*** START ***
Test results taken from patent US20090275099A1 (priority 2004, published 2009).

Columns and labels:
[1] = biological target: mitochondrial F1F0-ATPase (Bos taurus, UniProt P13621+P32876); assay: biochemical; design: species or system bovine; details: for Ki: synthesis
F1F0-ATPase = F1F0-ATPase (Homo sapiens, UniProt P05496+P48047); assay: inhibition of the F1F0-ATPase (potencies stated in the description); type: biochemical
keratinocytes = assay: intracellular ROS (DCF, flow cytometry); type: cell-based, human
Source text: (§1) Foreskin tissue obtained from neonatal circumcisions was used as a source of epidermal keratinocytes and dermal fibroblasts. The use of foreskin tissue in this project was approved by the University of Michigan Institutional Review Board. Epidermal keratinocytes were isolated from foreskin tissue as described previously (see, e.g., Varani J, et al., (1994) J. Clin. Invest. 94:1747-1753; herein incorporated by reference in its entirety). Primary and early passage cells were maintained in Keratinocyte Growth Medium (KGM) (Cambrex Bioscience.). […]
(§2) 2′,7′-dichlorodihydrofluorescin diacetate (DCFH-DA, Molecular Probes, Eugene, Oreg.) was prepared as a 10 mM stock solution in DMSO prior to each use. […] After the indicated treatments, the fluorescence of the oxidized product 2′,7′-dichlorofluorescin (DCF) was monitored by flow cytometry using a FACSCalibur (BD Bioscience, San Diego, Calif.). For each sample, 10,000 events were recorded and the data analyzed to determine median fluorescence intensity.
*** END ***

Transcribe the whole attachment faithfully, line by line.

Test results taken from patent US20090275099A1 (priority 2004, published 2009).

Columns and labels:
[1] = biological target: mitochondrial F1F0-ATPase (Bos taurus, UniProt P13621+P32876); assay: biochemical; design: species or system bovine; details: for Ki: synthesis
F1F0-ATPase = F1F0-ATPase (Homo sapiens, UniProt P05496+P48047); assay: inhibition of the F1F0-ATPase (potencies stated in the description); type: biochemical
keratinocytes = assay: intracellular ROS (DCF, flow cytometry); type: cell-based, human
Source text: (§1) Foreskin tissue obtained from neonatal circumcisions was used as a source of epidermal keratinocytes and dermal fibroblasts. The use of foreskin tissue in this project was approved by the University of Michigan Institutional Review Board. Epidermal keratinocytes were isolated from foreskin tissue as described previously (see, e.g., Varani J, et al., (1994) J. Clin. Invest. 94:1747-1753; herein incorporated by reference in its entirety). Primary and early passage cells were maintained in Keratinocyte Growth Medium (KGM) (Cambrex Bioscience.). […]
(§2) 2′,7′-dichlorodihydrofluorescin diacetate (DCFH-DA, Molecular Probes, Eugene, Oreg.) was prepared as a 10 mM stock solution in DMSO prior to each use. […] After the indicated treatments, the fluorescence of the oxidized product 2′,7′-dichlorofluorescin (DCF) was monitored by flow cytometry using a FACSCalibur (BD Bioscience, San Diego, Calif.). For each sample, 10,000 events were recorded and the data analyzed to determine median fluorescence intensity.